Recruiting and retaining primary care physicians in urban underserved communities: the importance of having a mission to serve

Am J Public Health. 2010 Nov;100(11):2168-75. doi: 10.2105/AJPH.2009.181669.


Objectives: We examined factors influencing physician practice decisions that may increase primary care supply in underserved areas.

Methods: We conducted in-depth interviews with 42 primary care physicians from Los Angeles County, California, stratified by race/ethnicity (African American, Latino, and non-Latino White) and practice location (underserved vs nonunderserved area). We reviewed transcriptions and coded them into themes by using standard qualitative methods.

Results: Three major themes emerged in relation to selecting geographic- and population-based practice decisions: (1) personal motivators, (2) career motivators, and (3) clinic support. We found that subthemes describing personal motivators (e.g., personal mission and self-identity) for choosing a practice were more common in responses among physicians who worked in underserved areas than among those who did not. By contrast, physicians in nonunderserved areas were more likely to cite work hours and lifestyle as reasons for selecting their current practice location or for leaving an underserved area.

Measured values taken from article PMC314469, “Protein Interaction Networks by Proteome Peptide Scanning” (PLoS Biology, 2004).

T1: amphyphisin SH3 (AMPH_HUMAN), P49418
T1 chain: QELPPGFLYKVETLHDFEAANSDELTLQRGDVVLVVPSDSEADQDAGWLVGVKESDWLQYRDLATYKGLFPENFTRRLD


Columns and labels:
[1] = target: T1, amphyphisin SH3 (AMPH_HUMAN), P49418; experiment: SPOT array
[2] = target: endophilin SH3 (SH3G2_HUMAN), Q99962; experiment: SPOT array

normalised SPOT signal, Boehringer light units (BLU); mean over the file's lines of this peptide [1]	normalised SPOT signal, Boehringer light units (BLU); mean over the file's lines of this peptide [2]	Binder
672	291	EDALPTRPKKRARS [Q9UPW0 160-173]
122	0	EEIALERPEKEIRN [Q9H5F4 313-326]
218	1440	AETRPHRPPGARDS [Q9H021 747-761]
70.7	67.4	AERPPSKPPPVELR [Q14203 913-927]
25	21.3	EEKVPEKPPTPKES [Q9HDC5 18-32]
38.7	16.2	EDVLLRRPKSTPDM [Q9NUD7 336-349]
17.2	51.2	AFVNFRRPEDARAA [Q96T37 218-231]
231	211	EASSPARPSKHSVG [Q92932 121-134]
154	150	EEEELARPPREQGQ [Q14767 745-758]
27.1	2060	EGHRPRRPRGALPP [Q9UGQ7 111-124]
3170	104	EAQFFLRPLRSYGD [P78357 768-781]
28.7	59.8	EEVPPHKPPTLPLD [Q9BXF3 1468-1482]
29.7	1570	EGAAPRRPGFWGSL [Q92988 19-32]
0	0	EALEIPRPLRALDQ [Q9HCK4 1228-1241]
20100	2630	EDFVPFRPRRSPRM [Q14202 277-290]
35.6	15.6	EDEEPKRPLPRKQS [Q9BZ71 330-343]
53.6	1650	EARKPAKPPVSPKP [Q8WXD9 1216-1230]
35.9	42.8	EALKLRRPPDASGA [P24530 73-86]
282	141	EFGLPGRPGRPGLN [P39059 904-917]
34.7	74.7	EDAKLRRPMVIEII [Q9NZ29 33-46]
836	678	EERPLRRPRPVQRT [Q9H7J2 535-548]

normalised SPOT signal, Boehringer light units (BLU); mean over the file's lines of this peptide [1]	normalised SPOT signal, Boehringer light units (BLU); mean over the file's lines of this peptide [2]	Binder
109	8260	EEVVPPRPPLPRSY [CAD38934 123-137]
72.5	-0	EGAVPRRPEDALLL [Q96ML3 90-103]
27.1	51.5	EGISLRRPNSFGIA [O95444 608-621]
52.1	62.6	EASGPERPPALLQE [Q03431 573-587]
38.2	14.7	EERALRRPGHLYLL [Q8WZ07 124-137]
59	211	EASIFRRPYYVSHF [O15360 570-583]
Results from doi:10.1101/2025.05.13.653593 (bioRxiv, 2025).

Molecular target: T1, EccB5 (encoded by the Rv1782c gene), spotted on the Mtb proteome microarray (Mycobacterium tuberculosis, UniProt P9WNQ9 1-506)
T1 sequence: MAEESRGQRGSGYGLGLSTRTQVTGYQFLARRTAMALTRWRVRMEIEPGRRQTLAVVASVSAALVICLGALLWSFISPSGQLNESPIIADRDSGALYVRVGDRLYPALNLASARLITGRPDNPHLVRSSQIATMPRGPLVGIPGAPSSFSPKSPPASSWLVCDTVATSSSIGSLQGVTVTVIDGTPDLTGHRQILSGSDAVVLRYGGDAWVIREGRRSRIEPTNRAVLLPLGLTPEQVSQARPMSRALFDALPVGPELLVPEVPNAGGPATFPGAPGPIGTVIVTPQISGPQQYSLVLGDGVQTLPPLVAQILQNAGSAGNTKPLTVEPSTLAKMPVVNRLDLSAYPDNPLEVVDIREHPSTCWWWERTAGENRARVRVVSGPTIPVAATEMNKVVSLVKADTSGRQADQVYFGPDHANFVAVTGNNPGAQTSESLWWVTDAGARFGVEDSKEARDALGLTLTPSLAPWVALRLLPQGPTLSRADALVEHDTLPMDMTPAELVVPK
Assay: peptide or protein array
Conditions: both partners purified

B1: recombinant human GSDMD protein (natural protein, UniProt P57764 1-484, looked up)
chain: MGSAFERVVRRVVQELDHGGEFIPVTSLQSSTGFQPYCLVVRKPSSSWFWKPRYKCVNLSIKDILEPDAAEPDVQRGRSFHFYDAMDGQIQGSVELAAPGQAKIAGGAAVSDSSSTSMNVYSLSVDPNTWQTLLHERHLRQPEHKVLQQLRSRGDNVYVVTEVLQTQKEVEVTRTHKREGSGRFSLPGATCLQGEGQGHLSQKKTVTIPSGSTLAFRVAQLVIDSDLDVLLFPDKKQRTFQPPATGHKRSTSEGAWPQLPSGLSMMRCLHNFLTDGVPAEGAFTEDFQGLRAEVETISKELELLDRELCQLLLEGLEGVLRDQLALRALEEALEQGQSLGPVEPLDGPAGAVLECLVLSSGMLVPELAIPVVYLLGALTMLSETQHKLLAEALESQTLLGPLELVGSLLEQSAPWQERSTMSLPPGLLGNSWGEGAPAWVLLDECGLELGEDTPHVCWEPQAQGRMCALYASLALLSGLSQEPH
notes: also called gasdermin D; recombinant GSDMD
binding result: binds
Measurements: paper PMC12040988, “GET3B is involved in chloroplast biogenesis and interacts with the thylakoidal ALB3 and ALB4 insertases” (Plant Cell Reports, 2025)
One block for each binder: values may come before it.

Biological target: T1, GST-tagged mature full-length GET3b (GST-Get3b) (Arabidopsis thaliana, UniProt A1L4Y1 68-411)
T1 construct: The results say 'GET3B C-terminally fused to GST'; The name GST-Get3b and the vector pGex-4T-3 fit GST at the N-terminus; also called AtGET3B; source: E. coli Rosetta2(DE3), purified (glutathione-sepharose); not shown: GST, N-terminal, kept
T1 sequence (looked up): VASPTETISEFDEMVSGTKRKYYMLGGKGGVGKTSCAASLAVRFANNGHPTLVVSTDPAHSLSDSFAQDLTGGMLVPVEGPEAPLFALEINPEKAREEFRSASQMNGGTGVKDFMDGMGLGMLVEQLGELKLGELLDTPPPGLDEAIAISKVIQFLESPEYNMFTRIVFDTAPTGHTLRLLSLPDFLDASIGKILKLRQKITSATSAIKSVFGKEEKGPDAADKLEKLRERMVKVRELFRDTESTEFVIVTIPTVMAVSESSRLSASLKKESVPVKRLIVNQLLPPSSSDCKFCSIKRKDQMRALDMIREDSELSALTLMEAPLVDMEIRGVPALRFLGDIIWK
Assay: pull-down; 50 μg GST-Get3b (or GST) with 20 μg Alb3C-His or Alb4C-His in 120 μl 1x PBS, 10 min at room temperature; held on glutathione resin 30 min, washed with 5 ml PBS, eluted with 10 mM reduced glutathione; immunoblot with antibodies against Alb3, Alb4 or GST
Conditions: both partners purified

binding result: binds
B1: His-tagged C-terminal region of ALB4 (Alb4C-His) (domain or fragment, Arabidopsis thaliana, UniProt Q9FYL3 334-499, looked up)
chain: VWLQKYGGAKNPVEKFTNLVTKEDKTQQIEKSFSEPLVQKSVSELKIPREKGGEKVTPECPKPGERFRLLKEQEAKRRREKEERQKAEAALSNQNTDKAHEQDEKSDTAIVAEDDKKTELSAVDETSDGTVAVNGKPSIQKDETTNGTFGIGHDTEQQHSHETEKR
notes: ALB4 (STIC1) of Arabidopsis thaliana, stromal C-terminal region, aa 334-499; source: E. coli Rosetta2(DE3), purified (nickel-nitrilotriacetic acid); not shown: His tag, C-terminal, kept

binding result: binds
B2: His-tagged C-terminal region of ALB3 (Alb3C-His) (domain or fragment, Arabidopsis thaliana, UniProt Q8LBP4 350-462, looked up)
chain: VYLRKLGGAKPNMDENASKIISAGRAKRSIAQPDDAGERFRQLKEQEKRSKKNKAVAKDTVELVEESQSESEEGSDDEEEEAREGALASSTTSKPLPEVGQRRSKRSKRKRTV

Conclusions: Medical schools and shortage-area clinical practices may enhance strategies for recruiting primary care physicians to underserved areas by identifying key personal motivators and may promote long-term retention through work-life balance.

Publication types

  • Research Support, N.I.H., Extramural
  • Research Support, Non-U.S. Gov't

MeSH terms

  • Adult
  • Aged
  • Career Choice
  • Community-Based Participatory Research
  • Female
  • Humans
  • Interviews as Topic
  • Los Angeles
  • Male
  • Medically Underserved Area*
  • Middle Aged
  • Motivation
  • Physician's Role
  • Physicians, Family / psychology
  • Physicians, Family / supply & distribution*
  • Self Concept
  • Workplace